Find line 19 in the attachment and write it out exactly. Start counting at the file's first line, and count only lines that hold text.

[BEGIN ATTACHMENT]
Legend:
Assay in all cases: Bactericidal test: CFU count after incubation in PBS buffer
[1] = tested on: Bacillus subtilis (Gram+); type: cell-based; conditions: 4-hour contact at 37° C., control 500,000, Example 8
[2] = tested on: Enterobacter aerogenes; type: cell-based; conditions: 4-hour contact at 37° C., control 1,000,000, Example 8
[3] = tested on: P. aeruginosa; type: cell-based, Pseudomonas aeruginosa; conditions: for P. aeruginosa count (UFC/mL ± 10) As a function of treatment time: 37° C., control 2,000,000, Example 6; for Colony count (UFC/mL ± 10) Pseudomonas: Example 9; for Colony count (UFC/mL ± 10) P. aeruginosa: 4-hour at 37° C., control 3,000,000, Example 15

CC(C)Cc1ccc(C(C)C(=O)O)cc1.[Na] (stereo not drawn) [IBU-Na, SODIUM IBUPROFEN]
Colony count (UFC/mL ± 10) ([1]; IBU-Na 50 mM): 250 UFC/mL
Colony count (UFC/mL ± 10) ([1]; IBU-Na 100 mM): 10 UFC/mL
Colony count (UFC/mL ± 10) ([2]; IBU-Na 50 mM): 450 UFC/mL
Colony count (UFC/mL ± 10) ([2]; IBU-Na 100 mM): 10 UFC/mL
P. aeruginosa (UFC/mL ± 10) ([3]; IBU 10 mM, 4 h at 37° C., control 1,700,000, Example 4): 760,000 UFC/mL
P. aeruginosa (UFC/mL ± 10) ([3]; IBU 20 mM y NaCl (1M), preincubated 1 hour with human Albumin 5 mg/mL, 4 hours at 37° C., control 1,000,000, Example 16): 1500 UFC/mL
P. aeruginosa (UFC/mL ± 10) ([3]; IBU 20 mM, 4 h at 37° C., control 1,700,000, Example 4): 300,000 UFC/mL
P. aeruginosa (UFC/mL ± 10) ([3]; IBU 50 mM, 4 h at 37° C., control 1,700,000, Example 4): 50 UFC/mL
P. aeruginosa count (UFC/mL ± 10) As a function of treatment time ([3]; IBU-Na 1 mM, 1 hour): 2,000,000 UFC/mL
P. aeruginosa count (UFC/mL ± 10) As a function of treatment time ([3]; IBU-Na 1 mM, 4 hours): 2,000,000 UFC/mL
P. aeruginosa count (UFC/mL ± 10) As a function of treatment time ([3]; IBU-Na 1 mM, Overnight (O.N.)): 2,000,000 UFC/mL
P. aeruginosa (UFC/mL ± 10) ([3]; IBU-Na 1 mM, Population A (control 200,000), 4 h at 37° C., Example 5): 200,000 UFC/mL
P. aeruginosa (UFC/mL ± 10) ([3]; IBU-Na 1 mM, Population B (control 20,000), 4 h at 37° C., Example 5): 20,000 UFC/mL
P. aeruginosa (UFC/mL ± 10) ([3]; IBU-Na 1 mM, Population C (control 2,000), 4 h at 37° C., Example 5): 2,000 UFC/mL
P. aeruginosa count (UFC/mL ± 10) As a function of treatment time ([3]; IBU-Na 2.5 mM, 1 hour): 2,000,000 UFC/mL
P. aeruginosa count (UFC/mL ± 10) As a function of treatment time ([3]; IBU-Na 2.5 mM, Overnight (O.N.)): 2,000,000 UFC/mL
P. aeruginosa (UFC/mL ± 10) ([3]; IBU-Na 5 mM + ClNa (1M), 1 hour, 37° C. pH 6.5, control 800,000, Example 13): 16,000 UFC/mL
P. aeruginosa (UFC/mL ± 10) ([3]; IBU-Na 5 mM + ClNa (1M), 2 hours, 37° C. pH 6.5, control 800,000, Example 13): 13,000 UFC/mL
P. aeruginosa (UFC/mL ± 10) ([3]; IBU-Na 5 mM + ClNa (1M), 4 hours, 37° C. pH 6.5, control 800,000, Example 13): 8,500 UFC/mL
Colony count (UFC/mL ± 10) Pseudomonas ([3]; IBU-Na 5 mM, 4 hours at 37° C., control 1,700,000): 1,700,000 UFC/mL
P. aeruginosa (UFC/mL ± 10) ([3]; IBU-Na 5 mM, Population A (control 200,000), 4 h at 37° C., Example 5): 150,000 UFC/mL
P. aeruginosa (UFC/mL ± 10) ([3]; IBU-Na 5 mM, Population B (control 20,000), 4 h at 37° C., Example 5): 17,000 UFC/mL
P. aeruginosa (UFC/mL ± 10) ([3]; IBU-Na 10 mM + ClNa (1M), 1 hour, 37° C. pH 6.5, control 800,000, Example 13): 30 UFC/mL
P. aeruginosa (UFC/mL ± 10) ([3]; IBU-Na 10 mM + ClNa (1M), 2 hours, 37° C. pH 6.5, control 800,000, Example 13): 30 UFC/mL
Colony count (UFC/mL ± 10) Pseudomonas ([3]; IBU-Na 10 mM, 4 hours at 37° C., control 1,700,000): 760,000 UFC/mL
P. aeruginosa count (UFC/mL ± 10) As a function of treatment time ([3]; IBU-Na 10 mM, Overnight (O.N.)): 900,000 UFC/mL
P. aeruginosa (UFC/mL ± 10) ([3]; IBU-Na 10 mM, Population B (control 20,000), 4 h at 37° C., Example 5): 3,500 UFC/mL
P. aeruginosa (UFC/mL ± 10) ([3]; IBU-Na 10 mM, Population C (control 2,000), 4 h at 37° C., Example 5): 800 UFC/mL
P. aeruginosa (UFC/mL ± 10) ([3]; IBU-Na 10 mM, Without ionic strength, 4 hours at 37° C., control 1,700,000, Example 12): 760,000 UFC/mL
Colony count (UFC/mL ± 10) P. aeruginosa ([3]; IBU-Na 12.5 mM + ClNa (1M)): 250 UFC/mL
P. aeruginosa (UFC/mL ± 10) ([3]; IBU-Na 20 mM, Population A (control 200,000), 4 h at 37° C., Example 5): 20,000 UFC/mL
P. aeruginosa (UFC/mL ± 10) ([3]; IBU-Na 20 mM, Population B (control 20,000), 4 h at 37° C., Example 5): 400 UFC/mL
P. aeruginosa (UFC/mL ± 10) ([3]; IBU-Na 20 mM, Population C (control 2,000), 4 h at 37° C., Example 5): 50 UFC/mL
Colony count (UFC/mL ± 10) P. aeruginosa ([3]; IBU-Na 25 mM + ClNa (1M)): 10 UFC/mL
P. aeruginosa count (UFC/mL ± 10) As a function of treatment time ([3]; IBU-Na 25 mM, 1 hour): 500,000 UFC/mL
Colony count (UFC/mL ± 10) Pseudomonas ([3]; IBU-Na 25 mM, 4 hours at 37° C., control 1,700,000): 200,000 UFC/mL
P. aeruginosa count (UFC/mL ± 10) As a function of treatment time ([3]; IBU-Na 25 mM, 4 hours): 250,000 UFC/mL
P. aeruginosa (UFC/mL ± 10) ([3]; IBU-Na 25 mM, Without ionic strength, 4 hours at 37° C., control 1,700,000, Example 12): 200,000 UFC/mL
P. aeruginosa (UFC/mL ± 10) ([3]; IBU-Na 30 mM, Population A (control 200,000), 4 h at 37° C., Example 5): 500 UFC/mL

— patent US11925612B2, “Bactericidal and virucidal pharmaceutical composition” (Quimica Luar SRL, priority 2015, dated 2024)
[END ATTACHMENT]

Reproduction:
P. aeruginosa (UFC/mL ± 10) ([3]; IBU-Na 1 mM, Population B (control 20,000), 4 h at 37° C., Example 5): 20,000 UFC/mL